Davis v. Fresno Unified School District, et al. (2015) ___ Cal.Rptr.3d ___ [2015 WL 3454720]
A recent appellate decision ruling on the validity of a lease-leaseback transaction also held that private consultants under contract with school districts are subject to the same prohibitions on conflicts of interest as school district employees and officials. (Davis v. Fresno Unified School District, et al. (2015) ___ Cal.Rptr.3d ___ [2015 WL 3454720].) This holding clarifies and reaffirms that consultants working with schools may not influence decisions involving contracts in which they have a financial interest.
Davis involved an agreement between the Fresno Unified School District (District) and a contractor utilizing the lease-leaseback construction delivery method for the construction of improvements at one of the District’s middle schools. A taxpayer alleged that the contractor should be treated as a District “employee” for purposes of the prohibition on conflicts of interest, that the contractor participated in making the lease-leaseback contracts as a consultant for the District, and that the contractor had a financial interest in the ultimate contract. Thus, he argued the contract violated the prohibition. The District contended that the prohibition was not applicable to the contractor.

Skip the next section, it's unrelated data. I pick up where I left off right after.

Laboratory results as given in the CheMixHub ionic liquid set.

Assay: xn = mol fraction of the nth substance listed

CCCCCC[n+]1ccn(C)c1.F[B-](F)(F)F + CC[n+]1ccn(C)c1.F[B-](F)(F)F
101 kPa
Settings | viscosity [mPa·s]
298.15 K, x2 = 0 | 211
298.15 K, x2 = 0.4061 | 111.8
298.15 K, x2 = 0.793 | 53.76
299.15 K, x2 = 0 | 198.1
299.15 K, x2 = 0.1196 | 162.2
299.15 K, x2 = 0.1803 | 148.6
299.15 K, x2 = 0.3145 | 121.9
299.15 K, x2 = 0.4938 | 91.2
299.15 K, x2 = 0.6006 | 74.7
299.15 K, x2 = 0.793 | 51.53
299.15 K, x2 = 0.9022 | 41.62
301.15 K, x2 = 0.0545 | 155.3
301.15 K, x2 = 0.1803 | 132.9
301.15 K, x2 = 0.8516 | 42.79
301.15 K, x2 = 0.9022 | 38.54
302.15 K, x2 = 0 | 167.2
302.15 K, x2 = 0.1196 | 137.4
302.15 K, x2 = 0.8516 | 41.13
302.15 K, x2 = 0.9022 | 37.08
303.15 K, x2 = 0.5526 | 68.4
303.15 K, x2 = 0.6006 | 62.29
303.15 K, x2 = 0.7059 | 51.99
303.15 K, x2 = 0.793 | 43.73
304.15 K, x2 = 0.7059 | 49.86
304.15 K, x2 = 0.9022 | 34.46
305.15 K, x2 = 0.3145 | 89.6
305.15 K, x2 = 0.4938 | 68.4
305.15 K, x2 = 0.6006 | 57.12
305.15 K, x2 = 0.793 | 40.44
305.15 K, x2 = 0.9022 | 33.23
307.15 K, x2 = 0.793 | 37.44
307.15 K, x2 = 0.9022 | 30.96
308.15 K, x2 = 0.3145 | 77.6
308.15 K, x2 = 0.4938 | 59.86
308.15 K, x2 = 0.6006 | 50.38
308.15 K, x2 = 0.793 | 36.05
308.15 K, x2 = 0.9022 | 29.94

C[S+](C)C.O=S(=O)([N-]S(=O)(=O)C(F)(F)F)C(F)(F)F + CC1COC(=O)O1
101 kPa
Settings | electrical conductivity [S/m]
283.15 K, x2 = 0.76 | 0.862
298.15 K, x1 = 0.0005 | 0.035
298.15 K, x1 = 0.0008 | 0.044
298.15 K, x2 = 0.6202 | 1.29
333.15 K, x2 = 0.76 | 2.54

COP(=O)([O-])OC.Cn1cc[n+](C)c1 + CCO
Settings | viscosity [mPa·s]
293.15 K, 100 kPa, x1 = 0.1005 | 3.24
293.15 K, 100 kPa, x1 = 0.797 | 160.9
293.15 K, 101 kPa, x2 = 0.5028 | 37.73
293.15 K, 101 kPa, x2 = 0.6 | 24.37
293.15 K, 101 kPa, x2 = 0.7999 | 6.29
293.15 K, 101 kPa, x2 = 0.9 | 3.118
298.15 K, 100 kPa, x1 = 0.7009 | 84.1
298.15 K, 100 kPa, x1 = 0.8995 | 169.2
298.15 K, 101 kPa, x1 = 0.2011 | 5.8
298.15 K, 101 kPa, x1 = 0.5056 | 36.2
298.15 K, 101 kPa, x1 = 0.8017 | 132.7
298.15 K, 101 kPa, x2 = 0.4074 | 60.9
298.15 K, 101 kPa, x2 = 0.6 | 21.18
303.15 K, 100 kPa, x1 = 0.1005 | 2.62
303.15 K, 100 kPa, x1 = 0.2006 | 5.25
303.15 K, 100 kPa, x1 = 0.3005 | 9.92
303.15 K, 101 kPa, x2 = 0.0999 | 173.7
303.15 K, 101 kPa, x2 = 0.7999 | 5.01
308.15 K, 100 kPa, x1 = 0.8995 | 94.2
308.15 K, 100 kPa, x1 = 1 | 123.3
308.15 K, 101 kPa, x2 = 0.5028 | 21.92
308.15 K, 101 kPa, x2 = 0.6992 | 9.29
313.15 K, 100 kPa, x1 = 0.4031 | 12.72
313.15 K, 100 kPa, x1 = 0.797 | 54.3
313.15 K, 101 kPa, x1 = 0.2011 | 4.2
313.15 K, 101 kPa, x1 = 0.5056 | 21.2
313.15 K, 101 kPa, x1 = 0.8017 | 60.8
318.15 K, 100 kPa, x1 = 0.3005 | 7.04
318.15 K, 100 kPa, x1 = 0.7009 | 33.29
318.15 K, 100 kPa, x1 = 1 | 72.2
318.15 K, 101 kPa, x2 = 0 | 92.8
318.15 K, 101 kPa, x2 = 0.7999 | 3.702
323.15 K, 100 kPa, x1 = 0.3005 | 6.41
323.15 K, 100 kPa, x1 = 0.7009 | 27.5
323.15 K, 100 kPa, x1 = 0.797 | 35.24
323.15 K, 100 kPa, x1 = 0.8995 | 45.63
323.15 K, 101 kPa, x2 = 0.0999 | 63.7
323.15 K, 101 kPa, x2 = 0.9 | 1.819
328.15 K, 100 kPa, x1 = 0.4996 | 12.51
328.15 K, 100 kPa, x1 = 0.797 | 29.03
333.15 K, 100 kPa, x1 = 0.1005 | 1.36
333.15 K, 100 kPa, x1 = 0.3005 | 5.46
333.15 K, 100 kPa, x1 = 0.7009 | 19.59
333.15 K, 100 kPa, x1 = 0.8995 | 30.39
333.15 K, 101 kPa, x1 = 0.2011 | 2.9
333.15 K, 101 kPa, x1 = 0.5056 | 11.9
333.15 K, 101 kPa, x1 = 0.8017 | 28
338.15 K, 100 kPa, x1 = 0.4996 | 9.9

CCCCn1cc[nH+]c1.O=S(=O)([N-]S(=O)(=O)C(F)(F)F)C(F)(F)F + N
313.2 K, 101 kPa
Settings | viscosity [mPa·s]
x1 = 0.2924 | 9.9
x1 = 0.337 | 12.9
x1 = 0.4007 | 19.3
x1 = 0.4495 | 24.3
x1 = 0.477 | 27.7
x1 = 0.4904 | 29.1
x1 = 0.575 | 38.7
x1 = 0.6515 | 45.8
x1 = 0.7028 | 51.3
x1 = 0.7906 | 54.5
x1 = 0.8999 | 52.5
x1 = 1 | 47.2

The Court of Appeal found that the prohibition applied, and thus the taxpayer could allege that the contractor had acted in violation of the prohibition. It explained that the prohibition, found in Government Code section 1090, barred public officials and employees from being financially interested in contracts they form in their official capacities. While it acknowledged that a recent decision found consultants could not be held criminally liable for violating section 1090, it agreed with two prior decisions which had applied the prohibition to consultants hired by public entities in the civil context.
It also noted this case raised a question of first impression as to whether the prohibition applied to a corporate consultant retained by a public entity; prior cases had only addressed individuals retained as consultants. The Court of Appeal could not identify any grounds to limit the prohibition to individual consultants and concluded that corporate consultants, like the contractor involved inDavis, would also be held to the same prohibition on conflicts of interest. While the court of appeal held that plaintiff stated a cause of action that the prohibition could apply, it did not decide whether the prohibition was violated in this case, explaining that the taxpayer would need to prove that the contractor in fact violated the prohibition.
Davis adds and expands the long line of cases broadly interpreting the application of the prohibition on public officials or employees making contracts in which they are financially interested. It reaffirms that, at least in the civil context, individual consultants hired by public entities may be subject to this prohibition and expands the prohibition’s reach to include corporate consultants. This holding stresses the need to consider potential conflicts of interest whenever working with consultants on school district contracts. For lease-leaseback developers entering into a preliminary services agreement during the design phase, the District should ensure that the developer cannot influence its own ability to enter into the site and facility leases. Selecting the developer through a competitive selection process can assist in avoiding claims of conflict of interest.
For more information on the impact of the decision on lease-leaseback transactions, please see our prior bulletin.